That’s cool to hear. It’s hard as an instrumental musician to put on a show that doesn’t get boring after a while. I always hear people say that my shows are fun though, so that’s neat.

CP: For sure. I think for so many instrumental musicians it can be especially tough because there are so many who have these gimmicks. It’s really easy to get caught up in the showmanship and be a little hokey. I think it’s tough to not just do things for the sake of how they look. It just sounds like you hear the sound first and then figure out how to play it.

TB: Yeah, totally.

CP: I know you mentioned using some loop pedals and such lately. Do you feel like you’re almost learning a new instrument with that kind of gear?

TB: Yeah. Looping can get obnoxious if it’s overdone. But it can be really tasteful if it’s used well. But it is like learning a new instrument. If you start or end a loop a millisecond late, the whole thing sounds awful, so you have to be dead on with it. Then you can create these layers. You can’t undo it, and you can’t go back, so it’s a challenge to put the loop together. But the pedal I use has a button that lets you speed up the music and then you can flip it around backwards. I do a few things with that that make it really interesting.

I’ll learn how to play a song backwards and then I’ll loop it, and then I’ll flip the backwards song backwards (laughs). It’s fun! It goes back to the forward version, but it’s really a weird trippy version of it.

CP: That’s pretty fun. What gave you the idea to start learning things backwards? The pedal?

TB: Yeah. It started when I was trying to learn how to say my name backwards and then I would speak it into the little microphone and play it backwards to see how close I could get to my real name. But then I thought about what would happen if I did that with an entire song.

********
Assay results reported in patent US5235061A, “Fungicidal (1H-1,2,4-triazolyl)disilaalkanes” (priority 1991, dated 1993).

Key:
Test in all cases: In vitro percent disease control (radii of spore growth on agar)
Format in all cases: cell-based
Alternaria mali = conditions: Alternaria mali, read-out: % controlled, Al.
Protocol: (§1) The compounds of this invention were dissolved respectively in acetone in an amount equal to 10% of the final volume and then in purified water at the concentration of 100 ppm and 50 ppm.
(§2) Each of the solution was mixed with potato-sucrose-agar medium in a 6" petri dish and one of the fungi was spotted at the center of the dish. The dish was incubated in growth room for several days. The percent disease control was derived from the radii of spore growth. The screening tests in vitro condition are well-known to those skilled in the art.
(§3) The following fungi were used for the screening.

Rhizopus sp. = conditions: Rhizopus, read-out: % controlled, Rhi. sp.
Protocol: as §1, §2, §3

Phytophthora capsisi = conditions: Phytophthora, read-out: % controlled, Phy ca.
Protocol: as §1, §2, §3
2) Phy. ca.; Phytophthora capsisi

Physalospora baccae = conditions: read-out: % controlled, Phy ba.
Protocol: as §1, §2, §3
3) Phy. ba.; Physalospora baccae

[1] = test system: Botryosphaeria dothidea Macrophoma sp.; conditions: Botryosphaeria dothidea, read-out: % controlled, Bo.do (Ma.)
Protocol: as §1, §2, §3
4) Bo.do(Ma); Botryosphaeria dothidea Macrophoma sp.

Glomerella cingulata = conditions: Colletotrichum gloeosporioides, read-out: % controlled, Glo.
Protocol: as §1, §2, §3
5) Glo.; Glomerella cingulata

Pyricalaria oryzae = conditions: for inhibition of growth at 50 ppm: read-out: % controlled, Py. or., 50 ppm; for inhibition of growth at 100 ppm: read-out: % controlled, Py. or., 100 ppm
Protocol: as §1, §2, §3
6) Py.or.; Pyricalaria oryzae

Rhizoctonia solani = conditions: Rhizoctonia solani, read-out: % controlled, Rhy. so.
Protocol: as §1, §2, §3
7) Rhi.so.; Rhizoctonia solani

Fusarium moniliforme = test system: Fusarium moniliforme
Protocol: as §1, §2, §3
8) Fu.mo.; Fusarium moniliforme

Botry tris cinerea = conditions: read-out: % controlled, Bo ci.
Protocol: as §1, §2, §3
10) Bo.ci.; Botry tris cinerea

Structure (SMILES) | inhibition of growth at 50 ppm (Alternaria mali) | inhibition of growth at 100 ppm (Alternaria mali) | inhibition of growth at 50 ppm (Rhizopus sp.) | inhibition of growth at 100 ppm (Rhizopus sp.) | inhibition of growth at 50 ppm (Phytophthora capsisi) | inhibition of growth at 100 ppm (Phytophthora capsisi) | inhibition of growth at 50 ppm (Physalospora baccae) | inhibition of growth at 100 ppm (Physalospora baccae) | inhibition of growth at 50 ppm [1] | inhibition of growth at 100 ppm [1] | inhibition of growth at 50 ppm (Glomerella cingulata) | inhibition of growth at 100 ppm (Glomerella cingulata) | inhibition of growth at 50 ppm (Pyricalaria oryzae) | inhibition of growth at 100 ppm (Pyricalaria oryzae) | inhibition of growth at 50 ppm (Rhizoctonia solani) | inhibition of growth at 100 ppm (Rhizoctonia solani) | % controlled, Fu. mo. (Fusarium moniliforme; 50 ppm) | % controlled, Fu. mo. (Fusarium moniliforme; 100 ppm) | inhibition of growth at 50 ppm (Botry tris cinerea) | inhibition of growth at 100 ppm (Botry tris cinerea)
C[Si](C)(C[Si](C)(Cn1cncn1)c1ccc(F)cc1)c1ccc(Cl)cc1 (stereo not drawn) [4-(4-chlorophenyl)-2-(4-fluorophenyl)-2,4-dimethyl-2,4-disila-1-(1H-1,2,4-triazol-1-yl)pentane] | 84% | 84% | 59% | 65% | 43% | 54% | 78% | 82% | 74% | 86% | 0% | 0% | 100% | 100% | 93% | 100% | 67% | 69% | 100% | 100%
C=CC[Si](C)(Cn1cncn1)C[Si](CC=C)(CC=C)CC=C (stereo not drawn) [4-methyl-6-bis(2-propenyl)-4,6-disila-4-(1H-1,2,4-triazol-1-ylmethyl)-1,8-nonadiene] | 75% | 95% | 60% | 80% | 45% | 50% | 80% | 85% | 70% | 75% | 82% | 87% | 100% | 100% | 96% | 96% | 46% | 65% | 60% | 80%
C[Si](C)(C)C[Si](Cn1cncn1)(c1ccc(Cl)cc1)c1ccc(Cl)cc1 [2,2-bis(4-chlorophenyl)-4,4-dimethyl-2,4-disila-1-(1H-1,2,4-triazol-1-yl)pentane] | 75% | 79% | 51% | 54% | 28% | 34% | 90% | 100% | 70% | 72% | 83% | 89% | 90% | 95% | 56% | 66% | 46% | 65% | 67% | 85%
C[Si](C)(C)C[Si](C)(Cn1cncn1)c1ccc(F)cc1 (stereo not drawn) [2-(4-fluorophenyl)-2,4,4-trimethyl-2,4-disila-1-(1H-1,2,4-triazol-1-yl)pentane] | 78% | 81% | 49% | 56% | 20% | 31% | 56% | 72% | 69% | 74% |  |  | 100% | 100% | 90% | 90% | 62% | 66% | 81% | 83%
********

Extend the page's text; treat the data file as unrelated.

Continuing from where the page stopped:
CP: That sounds like a lot of fun. It also makes you sound like the ultimate guitar geek (laughs).

TB: (Laughs) Well, it’s weird because I never studied music. In college, actually for undergrad and graduate school, I studied civil engineering. So even after I got my masters, the University of Colorado asked me to teach two classes. So for two years, I was this professor part-time, yet touring on the weekends. But then it got to the point where I couldn’t make it back in time for class, so I eventually had to make the decision to go full-time with music. I think that was seven years ago now? But the mathematics and engineering stuff influenced the music in a way. If music is too mathematical it sounds terrible, but some of the influences work.

CP: That makes perfect sense. You have a scientific approach. What are you most looking forward to about coming out to Anthology?

TB: I’ve never played there before, and looking at pictures of it is awesome. I really like the Triple Door up in Seattle, and a lot of people have told me that if I like that club, I had to check out Anthology. It just looks gorgeous with all the levels of seating. I just can’t wait!

Special thanks to Trace for his time! Don’t miss the acoustic ninja’s highly anticipated CD release this Friday night!

Trace Bundy on Spotify

WHAT: Trace Bundy
WHEN: Friday, May 4, 9:30pm
TICKETS: $10-$33 Buy Tickets
MORE INFO: Artist Profile